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GUEST EDITORIAL

By Daniel Houck

Medical Reform Or Medical Ruination?

 

Let’s face it. The U.S. medical system is in serious trouble. It suffers from runaway costs and uneven delivery. It is about to be inundated with a demographic Tsunami, the Baby Boom. The system of providing insurance through employers is breaking down and will likely have to be repaired and/or seriously supplemented soon.

Some Canadians are full of advice for Americans about health care but don’t seem to see that the U.S. is not Canada. Canada’s population is little more than one-tenth that of the U.S. and far more homogeneous.   Canadians take better care of themselves on the whole, cutting health care needs.

The Canadian health care system is based at the provincial level and thus is smaller in scale, closer to the people and more manageable. Canada in general seems to be able to govern itself more efficiently and without a lot of red ink.

In the U.S., no one knows what Mr. Obama is proposing since he has yet to put forth a detailed or coherent plan. What we do know is that he wants another gargantuan government program run from Washington D.C. He wants this despite the dismal performance of Medicare/Medicaid which loses billions annually to waste, fraud and overcharging while trying to serve only a fraction of the U.S. population. Medicare/Medicaid is hardly a reassuring demonstration of the Federal government’s ability to finance and manage health care.

If the Feds can’t operate this program effectively, how can they provide medical care to 300 million people? If they can’t manage their own budget without trillion dollar deficits, how can they manage the health care budget of the entire nation?

A measured repair of the U.S. medical system starts with addressing the cost-push problems caused directly by government. For example, physicians and hospitals spend billions on liability insurance and billions more on defensive medicine and hiring lawyers to defend themselves from our runaway tort system.

The patient and the taxpayer end up stuck with the bill from uncontrolled ambulance chasing by trial lawyers. Canada to its credit does not allow this sort of legal raiding on its health care system. Nor should the U.S. and no restructuring can succeed without serious legal reform.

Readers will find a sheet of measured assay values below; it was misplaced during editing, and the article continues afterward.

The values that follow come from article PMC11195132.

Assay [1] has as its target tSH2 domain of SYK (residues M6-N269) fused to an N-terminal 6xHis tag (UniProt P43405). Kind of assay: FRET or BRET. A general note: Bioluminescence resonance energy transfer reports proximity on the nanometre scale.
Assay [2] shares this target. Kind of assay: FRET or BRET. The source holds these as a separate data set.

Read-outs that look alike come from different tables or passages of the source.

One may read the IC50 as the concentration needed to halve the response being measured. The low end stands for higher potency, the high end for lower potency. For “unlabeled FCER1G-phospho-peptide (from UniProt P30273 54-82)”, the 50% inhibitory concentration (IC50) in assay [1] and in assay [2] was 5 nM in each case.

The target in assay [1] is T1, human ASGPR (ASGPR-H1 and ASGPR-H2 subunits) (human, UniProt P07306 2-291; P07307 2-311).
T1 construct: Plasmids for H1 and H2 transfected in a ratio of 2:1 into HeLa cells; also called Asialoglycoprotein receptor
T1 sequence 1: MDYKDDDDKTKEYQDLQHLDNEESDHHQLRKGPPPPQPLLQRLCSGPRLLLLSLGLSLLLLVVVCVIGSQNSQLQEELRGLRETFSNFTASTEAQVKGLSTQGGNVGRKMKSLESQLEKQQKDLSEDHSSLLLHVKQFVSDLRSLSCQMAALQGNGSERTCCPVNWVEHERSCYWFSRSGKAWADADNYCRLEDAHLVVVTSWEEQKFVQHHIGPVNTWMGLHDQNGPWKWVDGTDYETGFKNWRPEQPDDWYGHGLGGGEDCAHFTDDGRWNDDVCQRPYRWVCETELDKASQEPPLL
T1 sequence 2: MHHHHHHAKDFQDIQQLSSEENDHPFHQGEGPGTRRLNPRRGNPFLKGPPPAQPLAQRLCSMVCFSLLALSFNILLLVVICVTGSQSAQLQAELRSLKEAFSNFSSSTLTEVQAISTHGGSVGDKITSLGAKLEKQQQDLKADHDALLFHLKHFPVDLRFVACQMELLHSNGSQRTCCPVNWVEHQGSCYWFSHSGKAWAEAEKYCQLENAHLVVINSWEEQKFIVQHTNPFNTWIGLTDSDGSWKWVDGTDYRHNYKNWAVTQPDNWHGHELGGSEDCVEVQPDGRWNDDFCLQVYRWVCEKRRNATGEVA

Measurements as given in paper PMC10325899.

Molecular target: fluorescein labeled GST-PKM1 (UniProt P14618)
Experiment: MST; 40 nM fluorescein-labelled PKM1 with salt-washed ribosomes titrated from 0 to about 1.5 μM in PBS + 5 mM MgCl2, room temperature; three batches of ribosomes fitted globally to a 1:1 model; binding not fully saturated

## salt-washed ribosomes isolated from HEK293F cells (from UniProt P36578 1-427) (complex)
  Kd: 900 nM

And what would hospitals cost if they were constructed by medical professionals and investors without years of wading through red tape and second guessing from state and local government bureaucrats? What would drugs cost if, like here in Mexico, prescriptions are only needed for dangerous or addictive drugs? And if drugs followed a more streamlined and less costly approval process based on the European model?

What if doctors could get an education without piling up hundreds of thousands of personal debt which has to be repaid from inflated fees? What would health insurance cost if insurers were free to sell policies and compete everywhere and there was a reasonable and consistent set of standards for all? What if small businesses could join large insurance pools and reap the cost savings thereof?

Conservatives know that the U.S. medical system needs repair. We also know the Federal government needs to fix its own house first.

A government that is fiscally and managerially bankrupt cannot be trusted with our health care. That’s what those angry crowds at Town Hall meetings and the recent mass march on D.C. are all about. Those are real people and they are really up in arms over the mess in Washington.

“Physician heal thyself” is the right prescription now for Mr. Obama, the Congress and the government. After that is done, let’s talk about what’s next for health care.

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